Skip to main content

Digital Trends may earn a commission when you buy through links on our site. Why trust us?

YouTube TV details fixes for audio sync, better 1080p quality

YouTube TV — the most popular live-streaming service service in the U.S. with more than 5 million subscribers — this week gave an update on Reddit on some bug squashing and upcoming features, plus some welcome improvements. It’s an interesting bit of transparency in an age in which app changelogs are all but useless.

YouTube TV on Apple TV.
Phil Nickinson/Digital Trends

Probably the most interesting is that YouTube TV is “testing transcoding changes, including a bit rate increase for live 1080p content.” Resolution — that’s the 1080p number — is just one part of what makes up the quality of the picture on your screen. Bit rate is another. Basically it refers to the amount of data being pushed to make up that resolution — like the difference between a 1,080-piece puzzle with a picture made up of five colors, or one made up of 500 colors. Think of it like that. The higher the bit rate, the better the picture. And as we’ve discussed before, we’ll take a 1080p stream with a higher bit rate over a bad 4K stream any day of the week, particularly when it comes to sports (which is exactly what we’ve seen with Apple’s excellent MLS streams).

YouTube TV says the 1080p improvements will “target devices that support the VP9 codec,” which includes high-end devices like Apple TV 4K, Roku Ultra, Amazon Fire TV Stick 4K, Shield TV, and Chromecast. A representative said that if the changes go well in testing over the next few weeks, “we plan to make them permanent by this summer”

The rep also wrote that they’ve closed in on a bug that has led 5.1 surround sound audio to be out of sync, and that the service “will be testing a fix soon.” That’s a big one, since it basically rendered that relatively new feature useless.

And the multiview feature — which lets you watch more than one thing at a time on a single screen — is being rolled out to all subscribers “due to high demand during March Madness.” They’re also working on improvements ahead of the NFL season — you’ll recall that YouTube TV (and YouTube proper) is now home to NFL Sunday Ticket — and that there will be an update closer to the season in the fall.

And finally, there are some fixes available for Apple TV (hardware) users. They should enable HDR for the service, fix blank loading screens, and “address some 4K playback issues.”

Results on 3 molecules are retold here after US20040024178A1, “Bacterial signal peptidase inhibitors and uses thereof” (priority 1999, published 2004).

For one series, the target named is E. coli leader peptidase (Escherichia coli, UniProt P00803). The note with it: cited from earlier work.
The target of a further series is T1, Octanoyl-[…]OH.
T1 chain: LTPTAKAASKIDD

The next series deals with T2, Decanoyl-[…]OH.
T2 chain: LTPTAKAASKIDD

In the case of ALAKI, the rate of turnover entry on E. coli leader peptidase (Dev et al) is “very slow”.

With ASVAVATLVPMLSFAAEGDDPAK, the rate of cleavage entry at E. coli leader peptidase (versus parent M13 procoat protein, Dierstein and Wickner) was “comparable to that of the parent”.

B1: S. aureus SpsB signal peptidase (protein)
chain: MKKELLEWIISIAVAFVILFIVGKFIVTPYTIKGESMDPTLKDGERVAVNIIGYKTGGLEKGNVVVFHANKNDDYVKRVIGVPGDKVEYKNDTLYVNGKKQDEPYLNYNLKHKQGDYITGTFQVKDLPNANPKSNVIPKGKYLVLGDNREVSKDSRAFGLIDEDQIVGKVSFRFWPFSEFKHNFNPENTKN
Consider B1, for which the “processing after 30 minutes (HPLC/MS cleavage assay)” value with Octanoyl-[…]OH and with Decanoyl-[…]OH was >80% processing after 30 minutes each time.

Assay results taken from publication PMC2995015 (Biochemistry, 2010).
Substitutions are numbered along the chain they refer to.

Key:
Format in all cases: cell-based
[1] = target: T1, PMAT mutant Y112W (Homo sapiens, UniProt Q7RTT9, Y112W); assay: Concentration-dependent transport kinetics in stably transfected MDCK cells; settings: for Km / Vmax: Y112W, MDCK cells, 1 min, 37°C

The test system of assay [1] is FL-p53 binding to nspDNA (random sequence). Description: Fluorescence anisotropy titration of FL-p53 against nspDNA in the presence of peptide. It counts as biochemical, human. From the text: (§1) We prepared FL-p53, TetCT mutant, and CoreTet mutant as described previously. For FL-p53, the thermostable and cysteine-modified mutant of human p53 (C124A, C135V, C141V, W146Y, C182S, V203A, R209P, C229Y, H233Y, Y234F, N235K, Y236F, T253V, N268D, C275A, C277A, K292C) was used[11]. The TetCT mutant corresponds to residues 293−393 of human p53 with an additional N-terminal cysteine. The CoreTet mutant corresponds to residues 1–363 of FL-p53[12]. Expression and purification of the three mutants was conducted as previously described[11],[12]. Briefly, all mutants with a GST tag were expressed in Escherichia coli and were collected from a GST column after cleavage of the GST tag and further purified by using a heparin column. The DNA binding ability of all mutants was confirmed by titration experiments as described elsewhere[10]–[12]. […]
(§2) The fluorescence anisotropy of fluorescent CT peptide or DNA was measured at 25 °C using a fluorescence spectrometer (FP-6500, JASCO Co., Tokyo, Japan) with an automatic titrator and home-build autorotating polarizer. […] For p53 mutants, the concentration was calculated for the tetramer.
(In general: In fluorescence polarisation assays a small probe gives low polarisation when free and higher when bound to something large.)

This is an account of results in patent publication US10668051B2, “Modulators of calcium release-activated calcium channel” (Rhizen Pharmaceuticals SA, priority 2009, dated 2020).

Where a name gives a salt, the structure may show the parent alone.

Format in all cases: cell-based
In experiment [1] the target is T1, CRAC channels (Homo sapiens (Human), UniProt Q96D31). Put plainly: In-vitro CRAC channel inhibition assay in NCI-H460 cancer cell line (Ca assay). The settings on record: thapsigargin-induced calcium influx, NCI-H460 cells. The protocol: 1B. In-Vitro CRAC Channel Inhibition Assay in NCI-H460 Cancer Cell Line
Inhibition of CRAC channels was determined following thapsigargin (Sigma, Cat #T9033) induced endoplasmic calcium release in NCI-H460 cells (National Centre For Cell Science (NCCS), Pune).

YouTube TV is currently available on pretty much every streaming device, as well as in web browsers and on smart TVs and gaming platforms, with the base plan running $73 a month for more than 100 channels, with a good number of optional add-ons.

Editors' Recommendations

Phil Nickinson
Phil spent the 2000s making newspapers with the Pensacola (Fla.) News Journal, the 2010s with Android Central and then the…
The best Sling TV alternatives
Sling TV app icon on Apple TV.

Sling TV is the third most popular streaming TV service in the U.S., with about 2.3 million subscribers at the end of 2022. That number hasn't fluctuated much for a number of years, but we do see thousands come and go as numbers are announced every three months.

Nonetheless, it's worth asking what else is out there. What are the best alternatives to Sling TV?

Read more
YouTube TV finally gets the 4K Plus plan’s price right
YouTube TV 4K Plus channel.

The price of the 4K Plus add-on for YouTube TV always has been a bit weird. Technically the add-on has been $20 a month since its launch in mid-2021, but subscribers have always gotten the first year of service for half that. And that will remain true come April 2023, when the YouTube TV base plan goes up to $73 a month and the add-on changes price to $10 a month, with the first year of service at $5 a month.

That's a much more palatable price for an add-on that's absolutely an extravagance.

Read more
YouTube TV price hike is a reminder that you have to do the math
Dark theme on YouTube TV.

The news that YouTube TV — the largest streaming provider of live TV in the U.S. with more than 5 million subscribers — is getting more expensive is neither welcome nor surprising. It's just the latest price increase among multi-platform video distributors, which is industry parlance for services like YTTV, Hulu With Live TV, FuboTV, Sling TV, and DirecTV Stream. And prices for four of those five providers are dangerously close to what you'd pay for traditional cable.

But in a slightly strange turn of events, the monthly bill for some YouTube TV subscribers — myself included — actually will go down slightly starting in April, when the new rates take effect.

Read more